Friday, January 8, 2016

This is Fantastic! What's Your Secret Ingredient?

Meet The Family, Part 2: Garlic & Onions

The more Tiny cooks, the more she seems to come in contact with some of the same ingredients. Garlic and onions have made their way into many of Tiny’s meals lately. Turkey meatloaf, beet tzatziki, cauliflower soup, salmon lettuce wraps - they all get an extra boost of flavor from one or both of these ingredients! This week, Tiny decided to take a look into these veggies to see just how they help make her meals taste so delicious.

As it turns out, garlic and onions both belong to the Allium Family, which is a genus of flowering plants with over 750 different species! They grow mainly in Asia, the Mediterranean, and western North America. Not all alliums are edible, but those that are add a variety of flavors and textures into meals, which makes them popular ingredients around the world. Garlic, shallots, leeks, chives, and green, red, white, and yellow onions are just a few of the ones most commonly used. Raw or roasted, sauteed or pickled, this family of plants is incredibly versatile, which is what makes them so fun to cook with!

Tiny loves to eat alliums, but often wonders how something that smells stinky can taste so good! Plants in the allium family produce sulfuric compounds that give them their characteristic taste and odor. In fact, the word allium comes from the Greek word aleo, “to avoid”, due to their unpleasant scent. Cooking raw onion and garlic tends to lessen their sulfur taste. And the sulfur isn't just a flavor or smell - it is also known for its cancer-fighting properties!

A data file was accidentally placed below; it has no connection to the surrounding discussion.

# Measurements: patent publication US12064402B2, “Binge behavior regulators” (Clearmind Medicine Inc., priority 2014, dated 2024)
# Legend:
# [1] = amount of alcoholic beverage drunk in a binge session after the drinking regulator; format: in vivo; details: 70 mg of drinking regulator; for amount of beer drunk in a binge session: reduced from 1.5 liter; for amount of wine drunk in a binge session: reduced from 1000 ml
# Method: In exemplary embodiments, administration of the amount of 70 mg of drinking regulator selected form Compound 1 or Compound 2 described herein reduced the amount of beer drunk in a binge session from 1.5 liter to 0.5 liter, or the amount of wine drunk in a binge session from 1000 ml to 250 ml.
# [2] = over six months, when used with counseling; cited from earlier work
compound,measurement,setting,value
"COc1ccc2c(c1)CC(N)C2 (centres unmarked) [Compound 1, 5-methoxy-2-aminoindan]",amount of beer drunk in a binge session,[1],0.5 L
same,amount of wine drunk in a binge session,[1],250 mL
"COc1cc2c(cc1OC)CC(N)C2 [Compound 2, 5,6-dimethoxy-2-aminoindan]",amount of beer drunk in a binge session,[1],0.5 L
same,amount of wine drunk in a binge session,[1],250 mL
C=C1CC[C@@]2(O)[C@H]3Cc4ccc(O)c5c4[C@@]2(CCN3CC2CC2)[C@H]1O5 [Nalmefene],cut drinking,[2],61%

By the way, have you ever cried while helping to cut an onion? Slicing onions breaks the cell walls, releasing an enzyme that reacts with the water in your eyes to form sulfuric acid. Your body naturally produces tears to help clean this acid out of your eyes! Here's a trick: an adult can use a very sharp wet knife when cutting onions, since a sharp blade will damage fewer of the onion's cells, creating less of this enzyme, causing less tears! 

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Post and photo credits: Cassie Sciortino

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